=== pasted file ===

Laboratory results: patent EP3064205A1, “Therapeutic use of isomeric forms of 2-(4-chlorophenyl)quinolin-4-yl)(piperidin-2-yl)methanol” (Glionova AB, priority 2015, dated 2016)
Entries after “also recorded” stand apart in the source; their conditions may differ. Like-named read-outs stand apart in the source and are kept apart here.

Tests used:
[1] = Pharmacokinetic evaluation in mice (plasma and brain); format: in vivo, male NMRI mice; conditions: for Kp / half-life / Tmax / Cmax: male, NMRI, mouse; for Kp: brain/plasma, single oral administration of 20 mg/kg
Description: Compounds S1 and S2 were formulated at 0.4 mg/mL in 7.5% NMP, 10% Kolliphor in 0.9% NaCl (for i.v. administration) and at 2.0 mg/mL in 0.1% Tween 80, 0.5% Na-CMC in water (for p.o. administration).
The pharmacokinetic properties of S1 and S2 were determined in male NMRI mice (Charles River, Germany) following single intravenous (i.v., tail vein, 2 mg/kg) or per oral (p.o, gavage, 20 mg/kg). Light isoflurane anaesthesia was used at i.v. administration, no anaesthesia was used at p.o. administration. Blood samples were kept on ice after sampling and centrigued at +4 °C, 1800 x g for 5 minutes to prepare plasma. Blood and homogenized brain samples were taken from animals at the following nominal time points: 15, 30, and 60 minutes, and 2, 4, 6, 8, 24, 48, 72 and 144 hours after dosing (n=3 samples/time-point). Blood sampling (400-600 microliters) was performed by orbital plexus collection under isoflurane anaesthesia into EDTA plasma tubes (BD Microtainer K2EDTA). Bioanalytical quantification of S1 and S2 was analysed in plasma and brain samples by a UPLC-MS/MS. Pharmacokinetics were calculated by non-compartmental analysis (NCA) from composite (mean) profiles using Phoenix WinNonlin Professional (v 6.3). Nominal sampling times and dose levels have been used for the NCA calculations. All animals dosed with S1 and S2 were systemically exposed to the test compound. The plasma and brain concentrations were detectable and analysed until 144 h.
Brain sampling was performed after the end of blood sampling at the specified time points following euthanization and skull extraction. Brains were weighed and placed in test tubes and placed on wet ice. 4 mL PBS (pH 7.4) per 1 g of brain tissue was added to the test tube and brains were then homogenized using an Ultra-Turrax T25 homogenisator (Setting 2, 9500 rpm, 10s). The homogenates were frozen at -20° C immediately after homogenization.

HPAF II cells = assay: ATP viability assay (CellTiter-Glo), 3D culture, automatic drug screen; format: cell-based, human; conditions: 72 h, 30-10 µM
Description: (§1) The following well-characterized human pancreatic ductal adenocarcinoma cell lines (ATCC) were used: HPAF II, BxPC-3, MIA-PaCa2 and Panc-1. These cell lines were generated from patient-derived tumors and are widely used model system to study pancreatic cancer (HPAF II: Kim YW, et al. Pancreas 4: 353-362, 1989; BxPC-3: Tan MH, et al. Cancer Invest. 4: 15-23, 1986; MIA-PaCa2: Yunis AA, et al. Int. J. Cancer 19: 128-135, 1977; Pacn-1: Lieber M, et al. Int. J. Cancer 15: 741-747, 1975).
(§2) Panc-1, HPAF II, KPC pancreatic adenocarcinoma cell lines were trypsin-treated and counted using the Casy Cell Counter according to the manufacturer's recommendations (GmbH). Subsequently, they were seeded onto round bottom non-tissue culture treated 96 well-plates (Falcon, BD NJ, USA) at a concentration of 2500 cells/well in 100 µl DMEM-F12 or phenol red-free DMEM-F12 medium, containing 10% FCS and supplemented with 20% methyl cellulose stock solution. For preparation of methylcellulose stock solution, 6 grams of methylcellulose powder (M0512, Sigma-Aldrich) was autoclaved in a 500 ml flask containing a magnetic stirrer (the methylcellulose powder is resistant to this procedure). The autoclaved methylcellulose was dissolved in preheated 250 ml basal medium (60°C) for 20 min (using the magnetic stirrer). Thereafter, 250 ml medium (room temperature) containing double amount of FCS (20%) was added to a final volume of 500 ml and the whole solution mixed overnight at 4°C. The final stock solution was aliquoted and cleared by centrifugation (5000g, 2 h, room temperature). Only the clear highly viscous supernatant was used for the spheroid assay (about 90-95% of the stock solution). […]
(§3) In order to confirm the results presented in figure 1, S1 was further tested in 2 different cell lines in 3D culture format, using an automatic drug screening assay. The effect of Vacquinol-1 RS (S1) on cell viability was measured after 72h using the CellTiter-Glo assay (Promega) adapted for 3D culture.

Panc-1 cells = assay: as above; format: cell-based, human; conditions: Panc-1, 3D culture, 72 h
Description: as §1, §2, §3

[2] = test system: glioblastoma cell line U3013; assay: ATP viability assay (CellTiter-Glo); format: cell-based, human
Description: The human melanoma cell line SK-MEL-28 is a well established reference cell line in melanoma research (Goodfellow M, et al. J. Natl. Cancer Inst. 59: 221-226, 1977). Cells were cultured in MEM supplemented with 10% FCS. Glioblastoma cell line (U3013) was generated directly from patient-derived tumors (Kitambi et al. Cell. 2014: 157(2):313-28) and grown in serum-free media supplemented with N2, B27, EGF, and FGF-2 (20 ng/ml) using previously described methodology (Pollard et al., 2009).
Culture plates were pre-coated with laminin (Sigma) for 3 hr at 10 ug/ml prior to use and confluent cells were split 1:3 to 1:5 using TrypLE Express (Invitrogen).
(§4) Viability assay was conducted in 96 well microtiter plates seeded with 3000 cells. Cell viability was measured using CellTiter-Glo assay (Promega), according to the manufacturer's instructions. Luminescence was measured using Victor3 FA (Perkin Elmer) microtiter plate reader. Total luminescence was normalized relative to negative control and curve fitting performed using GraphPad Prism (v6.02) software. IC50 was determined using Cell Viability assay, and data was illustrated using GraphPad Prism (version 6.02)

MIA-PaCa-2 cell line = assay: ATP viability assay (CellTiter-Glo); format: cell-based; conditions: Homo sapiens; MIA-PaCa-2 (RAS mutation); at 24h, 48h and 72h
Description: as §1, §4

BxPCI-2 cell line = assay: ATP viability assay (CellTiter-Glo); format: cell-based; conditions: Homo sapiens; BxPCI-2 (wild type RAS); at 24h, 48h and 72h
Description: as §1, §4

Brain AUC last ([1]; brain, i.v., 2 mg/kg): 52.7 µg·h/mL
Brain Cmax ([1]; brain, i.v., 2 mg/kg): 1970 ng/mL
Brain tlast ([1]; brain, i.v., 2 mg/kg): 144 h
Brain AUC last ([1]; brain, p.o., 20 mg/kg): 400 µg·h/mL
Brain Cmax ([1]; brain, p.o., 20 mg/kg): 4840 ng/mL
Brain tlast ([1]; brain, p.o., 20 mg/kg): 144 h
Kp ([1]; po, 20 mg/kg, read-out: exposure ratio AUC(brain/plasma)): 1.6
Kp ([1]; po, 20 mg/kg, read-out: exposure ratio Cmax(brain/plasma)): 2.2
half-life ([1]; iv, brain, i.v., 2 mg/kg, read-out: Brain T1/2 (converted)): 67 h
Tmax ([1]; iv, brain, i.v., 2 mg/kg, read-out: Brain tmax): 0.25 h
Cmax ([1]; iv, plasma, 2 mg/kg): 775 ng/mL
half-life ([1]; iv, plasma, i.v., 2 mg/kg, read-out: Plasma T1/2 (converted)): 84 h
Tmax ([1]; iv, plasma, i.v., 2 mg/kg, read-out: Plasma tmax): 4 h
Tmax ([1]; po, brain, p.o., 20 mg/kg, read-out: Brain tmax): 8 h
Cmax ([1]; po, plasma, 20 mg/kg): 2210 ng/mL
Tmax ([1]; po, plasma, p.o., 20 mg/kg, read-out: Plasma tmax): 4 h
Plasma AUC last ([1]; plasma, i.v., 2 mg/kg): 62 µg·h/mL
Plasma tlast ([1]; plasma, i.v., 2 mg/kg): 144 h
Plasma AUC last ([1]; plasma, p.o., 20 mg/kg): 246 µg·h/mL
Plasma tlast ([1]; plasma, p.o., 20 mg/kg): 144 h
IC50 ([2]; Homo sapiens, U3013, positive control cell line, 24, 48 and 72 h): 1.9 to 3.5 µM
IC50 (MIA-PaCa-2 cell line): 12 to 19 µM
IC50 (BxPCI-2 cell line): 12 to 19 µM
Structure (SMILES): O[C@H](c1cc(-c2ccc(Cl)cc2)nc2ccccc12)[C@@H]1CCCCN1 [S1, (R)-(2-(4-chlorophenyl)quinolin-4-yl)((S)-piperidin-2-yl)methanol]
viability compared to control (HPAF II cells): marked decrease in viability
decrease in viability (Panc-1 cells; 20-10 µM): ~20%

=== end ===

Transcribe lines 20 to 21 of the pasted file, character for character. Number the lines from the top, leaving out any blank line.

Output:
BxPCI-2 cell line = assay: ATP viability assay (CellTiter-Glo); format: cell-based; conditions: Homo sapiens; BxPCI-2 (wild type RAS); at 24h, 48h and 72h
Description: as §1, §4